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Re: Restricting the HTTP method definition

From: Roberto Peon <grmocg@gmail.com>
Date: Tue, 20 Aug 2013 17:41:30 -0700
Message-ID: <CAP+FsNdu1KMf+kbJc-g9S9Zyht6MMY5G5hAFg4XHxMd2yeXgAQ@mail.gmail.com>
To: James M Snell <jasnell@gmail.com>
Cc: Mark Nottingham <mnot@mnot.net>, "ietf-http-wg@w3.org" <ietf-http-wg@w3.org>
I admit that I haven't thought hard about how this might potentially be
abused with others' frameworks/servers, but I imagine the pattern is nearly
always the same:

Servers/Clients which care about security/memory utilization will ensure
that this won't be abused.
Servers/Clients that trade reliability for simplicity will occasionally
suffer decreased reliability when they receive strange input.

In the end, I don't think there is anything we can do for the
servers/clients in the latter case. If we constrain the input so much that
it is always safe, it is likely we have created something which is not
generally useful.

-=R


On Tue, Aug 20, 2013 at 5:37 PM, Roberto Peon <grmocg@gmail.com> wrote:

> I don't really care about this-- it solves none of my problems.
>
> I typically scan for the EOL, checking length while doing this 8 or more
> characters at a time, then, once the EOL is discovered, attempt to parse
> the tokens within the first line.
> I care about the total length of the first line, but even then only
> because I care about the total size of the headers since I don't want to
> exceed available memory and die.
> I don't care if it is spent in the method, uri, headers, p3p, cookie, or
> whatever. It is all the same crud to me-- it just has to fit in the
> available space.
> If the particular server cares about accepting a limited set of methods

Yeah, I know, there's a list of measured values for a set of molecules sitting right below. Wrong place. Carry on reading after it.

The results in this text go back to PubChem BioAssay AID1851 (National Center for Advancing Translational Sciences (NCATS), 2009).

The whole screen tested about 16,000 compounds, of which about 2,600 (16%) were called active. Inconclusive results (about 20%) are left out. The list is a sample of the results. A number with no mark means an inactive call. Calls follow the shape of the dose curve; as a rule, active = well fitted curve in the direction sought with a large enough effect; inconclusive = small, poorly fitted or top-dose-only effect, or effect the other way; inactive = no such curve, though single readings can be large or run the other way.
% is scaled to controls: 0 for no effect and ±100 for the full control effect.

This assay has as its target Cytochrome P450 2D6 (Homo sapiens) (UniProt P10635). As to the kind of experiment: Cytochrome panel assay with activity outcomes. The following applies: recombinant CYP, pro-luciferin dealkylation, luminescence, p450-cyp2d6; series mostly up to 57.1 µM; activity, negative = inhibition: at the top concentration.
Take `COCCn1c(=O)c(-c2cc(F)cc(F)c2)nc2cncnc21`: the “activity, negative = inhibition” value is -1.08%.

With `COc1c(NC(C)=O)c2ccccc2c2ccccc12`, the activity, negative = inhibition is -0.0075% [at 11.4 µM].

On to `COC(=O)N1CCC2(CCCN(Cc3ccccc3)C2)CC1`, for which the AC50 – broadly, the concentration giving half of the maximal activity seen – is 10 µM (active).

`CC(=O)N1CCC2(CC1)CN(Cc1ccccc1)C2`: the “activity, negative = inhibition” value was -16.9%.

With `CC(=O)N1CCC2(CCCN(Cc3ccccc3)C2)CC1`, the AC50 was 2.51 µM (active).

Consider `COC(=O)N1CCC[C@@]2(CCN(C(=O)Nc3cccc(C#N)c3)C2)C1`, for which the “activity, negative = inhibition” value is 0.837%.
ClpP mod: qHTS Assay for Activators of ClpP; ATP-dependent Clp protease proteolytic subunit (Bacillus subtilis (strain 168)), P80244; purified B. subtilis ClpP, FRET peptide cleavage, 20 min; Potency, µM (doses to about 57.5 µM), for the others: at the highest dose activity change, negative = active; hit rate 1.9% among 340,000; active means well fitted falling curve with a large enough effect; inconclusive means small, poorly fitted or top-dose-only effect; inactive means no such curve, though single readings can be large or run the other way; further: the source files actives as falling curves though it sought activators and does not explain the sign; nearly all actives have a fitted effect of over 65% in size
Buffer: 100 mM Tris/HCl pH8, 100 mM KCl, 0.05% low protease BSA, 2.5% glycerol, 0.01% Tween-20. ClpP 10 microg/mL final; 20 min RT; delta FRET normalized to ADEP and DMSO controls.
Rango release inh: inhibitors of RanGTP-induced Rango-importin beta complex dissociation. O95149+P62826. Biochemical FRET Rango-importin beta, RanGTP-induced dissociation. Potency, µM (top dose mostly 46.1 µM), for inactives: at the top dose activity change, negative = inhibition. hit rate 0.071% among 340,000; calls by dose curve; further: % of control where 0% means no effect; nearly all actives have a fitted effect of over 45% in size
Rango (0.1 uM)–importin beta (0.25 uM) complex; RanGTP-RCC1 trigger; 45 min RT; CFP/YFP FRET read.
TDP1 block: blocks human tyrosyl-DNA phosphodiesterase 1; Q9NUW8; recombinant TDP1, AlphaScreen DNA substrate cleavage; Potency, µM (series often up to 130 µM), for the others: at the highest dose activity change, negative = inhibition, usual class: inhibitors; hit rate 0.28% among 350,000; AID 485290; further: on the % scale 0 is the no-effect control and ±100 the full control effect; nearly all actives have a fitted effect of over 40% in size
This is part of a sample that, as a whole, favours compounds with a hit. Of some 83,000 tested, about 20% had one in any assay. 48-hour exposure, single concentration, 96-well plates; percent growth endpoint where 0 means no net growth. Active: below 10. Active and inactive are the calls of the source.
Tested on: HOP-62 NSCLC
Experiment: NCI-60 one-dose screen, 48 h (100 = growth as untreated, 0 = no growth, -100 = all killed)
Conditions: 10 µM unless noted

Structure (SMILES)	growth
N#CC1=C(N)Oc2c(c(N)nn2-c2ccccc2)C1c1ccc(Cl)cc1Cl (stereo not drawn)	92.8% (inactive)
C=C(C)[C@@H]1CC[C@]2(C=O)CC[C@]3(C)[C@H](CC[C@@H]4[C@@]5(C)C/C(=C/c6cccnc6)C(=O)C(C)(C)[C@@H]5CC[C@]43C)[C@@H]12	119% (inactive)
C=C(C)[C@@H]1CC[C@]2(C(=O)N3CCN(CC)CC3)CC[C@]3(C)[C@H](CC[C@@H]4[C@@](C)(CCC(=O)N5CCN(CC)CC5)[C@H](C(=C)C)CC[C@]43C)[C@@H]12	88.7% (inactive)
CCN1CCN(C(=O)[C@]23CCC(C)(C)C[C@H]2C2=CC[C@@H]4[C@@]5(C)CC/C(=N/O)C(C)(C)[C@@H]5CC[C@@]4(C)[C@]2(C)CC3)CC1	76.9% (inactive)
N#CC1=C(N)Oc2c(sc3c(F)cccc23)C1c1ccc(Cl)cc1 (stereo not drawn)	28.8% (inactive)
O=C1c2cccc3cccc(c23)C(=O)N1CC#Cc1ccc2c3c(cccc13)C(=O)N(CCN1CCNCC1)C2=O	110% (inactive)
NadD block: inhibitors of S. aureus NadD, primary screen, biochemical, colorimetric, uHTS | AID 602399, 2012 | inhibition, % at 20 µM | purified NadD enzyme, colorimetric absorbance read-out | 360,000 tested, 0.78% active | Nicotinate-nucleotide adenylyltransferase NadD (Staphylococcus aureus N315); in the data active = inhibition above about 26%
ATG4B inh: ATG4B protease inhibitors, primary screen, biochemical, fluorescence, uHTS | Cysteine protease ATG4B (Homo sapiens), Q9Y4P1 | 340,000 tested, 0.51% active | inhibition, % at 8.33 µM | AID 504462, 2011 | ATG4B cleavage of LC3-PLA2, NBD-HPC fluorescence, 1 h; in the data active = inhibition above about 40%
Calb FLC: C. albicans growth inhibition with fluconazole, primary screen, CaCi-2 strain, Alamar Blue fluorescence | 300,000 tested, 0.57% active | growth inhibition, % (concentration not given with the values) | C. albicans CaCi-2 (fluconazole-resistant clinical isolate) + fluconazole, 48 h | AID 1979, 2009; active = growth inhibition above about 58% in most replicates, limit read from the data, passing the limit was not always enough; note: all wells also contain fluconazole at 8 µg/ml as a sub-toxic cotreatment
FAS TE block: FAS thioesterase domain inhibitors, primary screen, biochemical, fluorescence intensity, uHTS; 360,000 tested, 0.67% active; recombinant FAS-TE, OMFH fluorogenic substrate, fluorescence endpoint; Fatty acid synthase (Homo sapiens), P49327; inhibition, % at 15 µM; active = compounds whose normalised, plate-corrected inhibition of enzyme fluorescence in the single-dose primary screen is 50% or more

> (which is always true-- if you don't know what a verb is, you don't know
> what to do with it...), then the request is rejected.
>
> What problem does limiting the verb sizes solve? Are people doing weird
> things with them? Are people abusing them in ways that would cause problems
> that they cannot otherwise do (e.g. with a very long path)?
> -=R
>
>
>
> On Tue, Aug 20, 2013 at 5:18 PM, James M Snell <jasnell@gmail.com> wrote:
>
>> Ok. Same note. Same mailing list. Same proposal. s/HTTP\/2/HTTP\/1/g.
>>
>> Regardless of exactly which doc to do it in, it ought to be done.
>>
>> On Tue, Aug 20, 2013 at 5:14 PM, Mark Nottingham <mnot@mnot.net> wrote:
>> > James,
>> >
>> > The place to do that is HTTP/1, not HTTP/2.
>> >
>> > Cheers,
>> >
>> >
>> > On 21/08/2013, at 9:22 AM, James M Snell <jasnell@gmail.com> wrote:
>> >
>> >> HTTPbis currently defines the request method as a "token" of
>> unbounded-length.
>> >>
>> >> Specifically:
>> >>
>> >>   tchar = "!" / "#" / "$" / "%" / "&" / "'" / "*" / "+" / "-" / "." /
>> >>    "^" / "_" / "`" / "|" / "~" / DIGIT / ALPHA
>> >>   token = 1*tchar
>> >>   method = token
>> >>
>> >> This definition is overly broad and does not reflect real world use
>> >> [http://tools.ietf.org/html/draft-ietf-httpbis-method-registrations-12
>> ].
>> >>
>> >> I propose that in HTTP/2 we tighten this definition up significantly
>> >> and place an upper bound on the length a request method ought to be:
>> >>
>> >>  UPPER = %x41-5A
>> >>  method = UPPER *20( UPPER / "_" / "-" )
>> >>
>> >> This is obviously a strictly limited subset of what's allowed by the
>> >> current definition. It limits the length of method names to no more
>> >> than 20 characters, requires that methods be all uppercase, requires
>> >> that methods always start with a letter and limits non-letter
>> >> characters to the dash and underscore. The rule would be that all
>> >> *newly registered* HTTP methods MUST conform to the new rule but
>> >> implementations MAY choose to support the old definition if necessary
>> >> for backwards compatibility.
>> >>
>> >> It's a fairly minor issue, yes, but tightening this up ought to make
>> >> it easier for developers to create parsers that are both efficient
>> >> *and* compliant [http://www.chmod777self.com/2013/08/sigh.html]
>> >>
>> >> - James
>> >>
>> >
>> > --
>> > Mark Nottingham   http://www.mnot.net/
>> >
>> >
>> >
>>
>>
>
Received on Wednesday, 21 August 2013 00:41:57 UTC

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